In this stage, you hire software developers to write all the coding for the software, keeping all the project specifications and requirements in mind. However, if significant changes are required, then the developers need to go back to the design phase before implementation and system testing.

  7. Testing Phase

  8. Before releasing the product, you need to test it to ensure that it has no errors and runs seamlessly. When the implementation stage is completed, then the manual software testers ensure that the units that are developed in the implementation phase go through this testing phase.

    For this, the entire system is tested to remove faults from the software. In addition, the quality team will use documentation that was created during the design phase to run as many test cases as possible. This will ensure that there is no bug left and fixed before deployment.

  9. Deployment Phase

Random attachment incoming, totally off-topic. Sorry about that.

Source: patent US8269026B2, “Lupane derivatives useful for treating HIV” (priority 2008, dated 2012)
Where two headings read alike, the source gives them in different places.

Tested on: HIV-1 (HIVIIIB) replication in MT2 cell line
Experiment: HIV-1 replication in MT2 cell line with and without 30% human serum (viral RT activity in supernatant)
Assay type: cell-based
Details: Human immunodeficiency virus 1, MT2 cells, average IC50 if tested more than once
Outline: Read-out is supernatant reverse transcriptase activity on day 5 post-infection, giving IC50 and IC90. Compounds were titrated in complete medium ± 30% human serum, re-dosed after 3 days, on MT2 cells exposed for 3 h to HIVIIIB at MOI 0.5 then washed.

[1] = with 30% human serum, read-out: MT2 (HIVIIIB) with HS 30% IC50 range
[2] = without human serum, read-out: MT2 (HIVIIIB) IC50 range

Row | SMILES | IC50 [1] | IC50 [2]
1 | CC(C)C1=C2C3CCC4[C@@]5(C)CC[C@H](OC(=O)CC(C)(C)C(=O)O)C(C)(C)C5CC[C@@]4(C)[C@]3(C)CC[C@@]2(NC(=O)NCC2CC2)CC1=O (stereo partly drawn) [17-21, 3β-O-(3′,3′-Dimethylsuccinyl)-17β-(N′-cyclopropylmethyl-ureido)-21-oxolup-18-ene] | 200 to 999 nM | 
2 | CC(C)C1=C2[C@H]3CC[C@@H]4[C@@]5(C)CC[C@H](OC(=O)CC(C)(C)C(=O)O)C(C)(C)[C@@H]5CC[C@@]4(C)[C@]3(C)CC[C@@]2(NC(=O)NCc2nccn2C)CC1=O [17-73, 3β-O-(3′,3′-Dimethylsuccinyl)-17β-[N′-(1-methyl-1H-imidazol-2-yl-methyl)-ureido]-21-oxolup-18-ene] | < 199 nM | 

10. Once the testing process, including functional and non-functional, is completed, the software is deployed on your server or released into the market for users to access and use it. This stage is known as deployment.

    In addition, the software development team members who are involved in the deployment process should be responsible for the smooth launching of software and be aware that the software runs exactly the same way it is intended.

  11. Maintenance Phase

  12. In case you face some technical challenges while using software or any issue that comes up in the client environment, then you would be required to fix those issues as soon as possible.

    To resolve these issues early on, patches are released. Also, you might need to use better versions to enhance the quality and overall performance of the software.

    Now you know the different phases of the waterfall model. Next, you must want to know when you can actually implement this methodology for your custom software development. If so, read the next section. Check this guide to learn what is custom software development.

When to Use Waterfall Model?